Anyone who cooks classic goodies like dogs, burgers and BBQ, knows the flavor is about more than the cut of meat or the vessel. Condiments can make or break a dish. In a recent quest to outfit retro gift baskets with local goodies, the Retro Planet staff relied on their own experiences. There were tons of choices… but each of these New England originals has a story as distinctive as its own unique flavor.
This dark, molasses-and-vinegar-based condiment comes from a legendary New England lunch stop that’s packed with locals and tourists year round.
Flo’s Hot Dogs is a ramshackle building located on Route 1 in Cape Neddick, Maine that’s been dishing up a unique hot dog experience since 1949. Original owner Flo Stacy set the tone with her spicy homemade relish and equally spicy New England attitude. In 1973, Flo’s daughter-in-law Gail took over the business and kept Flo’s flavor and tone intact.
Hungry customers wait in line (sometimes for up to two hours) to order from a barebones menu of hot dogs, soda, coffee and milk. But the hot dogs are anything but boring: a natural-casing dog with a crisp snap served on a soft, New England-style bun, both steamed to perfection, then slathered with Flo’s Famous Relish. Don’t ask for ketchup unless you also want a tongue-lashing from Gail!
Crusty attitude aside, Flo’s spicy relish is worth waiting for. Sweet like a chutney, but spicy like a chili sauce, Flo’s Relish will get your tongue dancing and your scalp sweating, thanks to a tangy mix of onions, molasses, vinegar, chili peppers and “secrets”. You can use it on its own or mix it with other condiments. Mayo enhances the sweetness and tempers the heat, while brown mustard adds body and kicks up the spiciness.
For barbecues or grill fare, we recommend Flo’s relish, mayo, mustard and a sprinkle of celery salt – just how Flo’s serves it up!
Susan’s Relish the Moment
Susan Parker’s homemade zucchini relish was a family favorite for over 25 years. Based on an old New England recipe that calls for zucchini grown right in Susan’s garden, her relish was so good that her family hated waiting a full year for the next batch. So she decided to do something about it.
In May 2011, the 54-year-old mother of three and former landscaper took her relish to the next level by contracting with a local food producer. After some tinkering with the recipe, a few weeks of nutritional tests and lots of paperwork, Susan’s zucchini relish hit stores in December 2011. Her relish can now be found in about 15 stores in Massachusetts and Rhode Island. It’s been such a life-changing experience, Susan is planning a book about her thrill ride from the kitchen to the production plant!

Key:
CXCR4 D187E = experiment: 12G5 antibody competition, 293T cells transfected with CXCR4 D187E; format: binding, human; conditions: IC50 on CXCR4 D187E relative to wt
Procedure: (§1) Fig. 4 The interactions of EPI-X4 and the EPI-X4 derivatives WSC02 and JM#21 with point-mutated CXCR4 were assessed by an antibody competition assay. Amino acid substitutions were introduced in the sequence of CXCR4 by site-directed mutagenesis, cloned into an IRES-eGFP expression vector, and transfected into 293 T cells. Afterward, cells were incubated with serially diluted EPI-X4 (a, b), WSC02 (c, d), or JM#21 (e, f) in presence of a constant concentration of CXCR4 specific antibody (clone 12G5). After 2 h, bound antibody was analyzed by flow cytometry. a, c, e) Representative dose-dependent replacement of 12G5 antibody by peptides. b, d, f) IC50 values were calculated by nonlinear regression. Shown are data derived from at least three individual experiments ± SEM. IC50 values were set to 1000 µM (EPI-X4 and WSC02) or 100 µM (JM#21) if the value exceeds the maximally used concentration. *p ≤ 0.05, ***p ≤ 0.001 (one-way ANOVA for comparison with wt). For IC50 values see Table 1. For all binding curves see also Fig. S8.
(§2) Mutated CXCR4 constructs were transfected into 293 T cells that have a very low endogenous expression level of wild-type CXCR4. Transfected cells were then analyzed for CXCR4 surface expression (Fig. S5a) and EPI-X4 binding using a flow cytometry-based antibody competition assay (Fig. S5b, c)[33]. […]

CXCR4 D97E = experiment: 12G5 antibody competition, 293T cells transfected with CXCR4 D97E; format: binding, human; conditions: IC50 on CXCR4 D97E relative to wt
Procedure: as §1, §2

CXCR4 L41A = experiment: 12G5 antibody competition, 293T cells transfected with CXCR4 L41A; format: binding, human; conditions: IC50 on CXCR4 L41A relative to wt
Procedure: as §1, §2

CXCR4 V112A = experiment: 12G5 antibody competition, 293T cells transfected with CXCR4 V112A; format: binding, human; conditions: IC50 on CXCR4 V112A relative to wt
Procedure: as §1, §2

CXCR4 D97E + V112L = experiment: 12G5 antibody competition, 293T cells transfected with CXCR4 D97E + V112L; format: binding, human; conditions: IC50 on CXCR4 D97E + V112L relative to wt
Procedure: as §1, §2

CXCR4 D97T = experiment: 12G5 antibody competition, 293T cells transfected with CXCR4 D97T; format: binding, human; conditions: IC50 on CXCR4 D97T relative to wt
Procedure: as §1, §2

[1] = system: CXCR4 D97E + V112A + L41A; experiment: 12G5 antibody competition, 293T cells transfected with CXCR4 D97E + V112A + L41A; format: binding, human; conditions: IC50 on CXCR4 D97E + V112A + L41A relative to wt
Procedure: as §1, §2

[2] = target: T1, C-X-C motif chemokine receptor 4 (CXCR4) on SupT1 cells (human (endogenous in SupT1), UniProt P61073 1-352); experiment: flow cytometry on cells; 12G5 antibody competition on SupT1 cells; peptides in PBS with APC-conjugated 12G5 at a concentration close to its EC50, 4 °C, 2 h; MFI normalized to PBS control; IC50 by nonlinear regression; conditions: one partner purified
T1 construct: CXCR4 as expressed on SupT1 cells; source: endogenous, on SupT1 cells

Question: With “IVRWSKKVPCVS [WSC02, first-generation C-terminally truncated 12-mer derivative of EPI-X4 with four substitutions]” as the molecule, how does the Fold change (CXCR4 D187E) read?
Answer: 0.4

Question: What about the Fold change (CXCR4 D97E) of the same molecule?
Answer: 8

The product of Susan’s journey comes in original and chipotle flavors. Both are tangy, vinegar-based relishes that go great with dogs and burgers, but you can do a lot more with them. You’ll love them mixed with tuna, on top of baked chicken, or as a salad dressing or dip. The spicy chipotle version warms your tongue with just a little heat that lingers deliciously. It’s become a favorite in the Retro Planet fridge!
Raye’s Mustard is a family business located in Eastport, Maine, the easternmost city in the country. Raye’s races its roots back to 1900, when J. Wesley Raye started making yellow mustard in his family’s smokehouse for the local sardine industry.
Four generations – and lots of mustard later – the Raye family still makes mustard with the same cold grind process J. Wesley used. In fact, the mill is the last working traditional stoneground mustard mill in the United States! (It’s open year-round for tours if you’re interested.)
This video provides a tantalizing look at the stone mill in action:
It’s the cold stone grinding that gives Raye’s Yellow Mustard its sharp, distinctive flavor. More modern methods employ heat that results in flavor loss. Not so with Raye’s and it’s obvious from the first taste. This isn’t some runny yellow mustard you can squirt all over your shirt, either. Raye’s is delightfully thick, with great body and texture.
We didn’t choose to spotlight these condiments randomly. Most of us have made the pilgrimage to Flo’s Hot Dogs or had the relish at company cookouts, so we know it’s awesome; same goes for Raye’s Mustard; and Susan’s smoky zucchini relish wowed us as much as Susan Parker herself.
Have you tried any of these delicious condiments? Have you been to Flo’s Hot Dogs? We’d love to hear your stories!